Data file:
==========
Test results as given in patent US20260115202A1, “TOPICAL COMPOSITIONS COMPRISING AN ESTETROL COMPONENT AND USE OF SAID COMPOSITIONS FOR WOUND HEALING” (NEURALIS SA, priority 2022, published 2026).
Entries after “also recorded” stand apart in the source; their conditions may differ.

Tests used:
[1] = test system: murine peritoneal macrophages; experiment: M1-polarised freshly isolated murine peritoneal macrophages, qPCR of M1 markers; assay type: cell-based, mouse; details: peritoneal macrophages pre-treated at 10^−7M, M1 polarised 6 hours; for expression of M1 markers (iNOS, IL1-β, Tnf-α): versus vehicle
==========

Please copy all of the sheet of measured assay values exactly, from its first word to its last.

Test results as given in patent US20260115202A1, “TOPICAL COMPOSITIONS COMPRISING AN ESTETROL COMPONENT AND USE OF SAID COMPOSITIONS FOR WOUND HEALING” (NEURALIS SA, priority 2022, published 2026).
Entries after “also recorded” stand apart in the source; their conditions may differ.

Tests used:
[1] = test system: murine peritoneal macrophages; experiment: M1-polarised freshly isolated murine peritoneal macrophages, qPCR of M1 markers; assay type: cell-based, mouse; details: peritoneal macrophages pre-treated at 10^−7M, M1 polarised 6 hours; for expression of M1 markers (iNOS, IL1-β, Tnf-α): versus vehicle